The NF Network Releases Volume 18 of The Network Edge

Author: NF Network, Breanna Bronowski-Stutsman
Published On: 12/9/2020

The Neurofibromatosis Network is delighted to bring you our science column, The Network Edge, written by science writer Vanessa L. Merker, PhD. This periodic research review presents a summary of recent highlights from NF research and clinical trials.  The NF Network, through the NF Network Advocacy Program on Capitol Hill as well as direct funding of neurofibromatosis research, plays a central role in progressing toward a cure.

The goal of The Network Edge is to keep you abreast of advancements in treatment and clinical care for all forms of NF. The information is presented in bite-sized pieces, allowing you to easily find and focus on the topics of most interest to you. Whether it is NF1 learning disabilities studies, NF2 clinical trial updates, or schwannomatosis pain research, each new volume provides you the latest research news as compiled by science writer, Vanessa L. Merker, PhD. 

We are happy to announce the newest edition of The Network Edge, Volume 18: Autumn, 2020. You can read the review here. This volume’s highlights include:

  • NF1 Clinical Trials: Selumetinib shrank plexiform neurofibromas in 68% of children and improved pain, motor function, appearance, and quality of life for many participants, leading to FDA approval of Selumetinib for kids with NF1 and symptomatic plexiform neurofibromas.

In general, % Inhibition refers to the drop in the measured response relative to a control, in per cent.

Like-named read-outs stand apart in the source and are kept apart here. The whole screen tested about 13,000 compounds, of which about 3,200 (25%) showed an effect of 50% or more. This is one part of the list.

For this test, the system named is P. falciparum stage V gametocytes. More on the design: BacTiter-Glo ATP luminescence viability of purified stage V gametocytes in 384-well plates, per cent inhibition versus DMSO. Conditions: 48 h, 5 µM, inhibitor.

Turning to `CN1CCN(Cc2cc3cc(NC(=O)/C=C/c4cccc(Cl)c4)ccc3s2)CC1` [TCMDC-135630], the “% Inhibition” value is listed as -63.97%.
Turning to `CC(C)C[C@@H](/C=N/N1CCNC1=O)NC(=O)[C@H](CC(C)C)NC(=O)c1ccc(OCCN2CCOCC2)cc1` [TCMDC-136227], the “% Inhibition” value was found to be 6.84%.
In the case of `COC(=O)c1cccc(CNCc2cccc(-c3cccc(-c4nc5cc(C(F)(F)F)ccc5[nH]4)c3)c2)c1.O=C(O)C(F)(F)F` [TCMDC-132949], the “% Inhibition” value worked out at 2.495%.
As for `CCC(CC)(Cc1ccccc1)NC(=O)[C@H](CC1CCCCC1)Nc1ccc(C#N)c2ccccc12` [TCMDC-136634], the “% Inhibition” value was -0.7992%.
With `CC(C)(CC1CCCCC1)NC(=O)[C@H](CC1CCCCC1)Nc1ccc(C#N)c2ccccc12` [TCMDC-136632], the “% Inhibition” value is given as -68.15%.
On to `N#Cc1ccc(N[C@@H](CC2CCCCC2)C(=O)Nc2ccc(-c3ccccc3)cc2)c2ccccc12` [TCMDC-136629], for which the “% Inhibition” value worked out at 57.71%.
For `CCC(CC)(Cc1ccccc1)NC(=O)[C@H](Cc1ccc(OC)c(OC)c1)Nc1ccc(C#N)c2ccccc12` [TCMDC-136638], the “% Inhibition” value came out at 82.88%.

• NF1 Clinical Trials: Selumetinib and everolimus are both promising treatments for low-grade gliomas that did not respond to prior chemotherapy in children and young adults with NF1.
  • NF1 Translational Science: Minipigs can mimic NF1 symptoms and be used to test new treatments; dietary supplements with L-carnitine improve muscle function in mice with NF1.
  • Cutaneous Neurofibromas: European adults with NF1 say #1 treatment priority for cutaneous neurofibromas is developing a new cream, pill, or implant to block their continued growth.
  • NF2 Clinical Trials: Higher doses of bevacizumab are no more effective than standard doses in treating vestibular schwannomas.
  • Schwannomatosis Update: Damage to small nerve fibers called C-fibers may play a role in causing schwannomatosis pain.​​​​​​​
  • Quality of Life: A small-group, live-video intervention teaching resiliency and coping skills successfully improves the quality of life of teenagers with NF1 and NF2.

View, read, and download The Network Edge here. To view previous editions of The Network Edge, please visit this page on our website.

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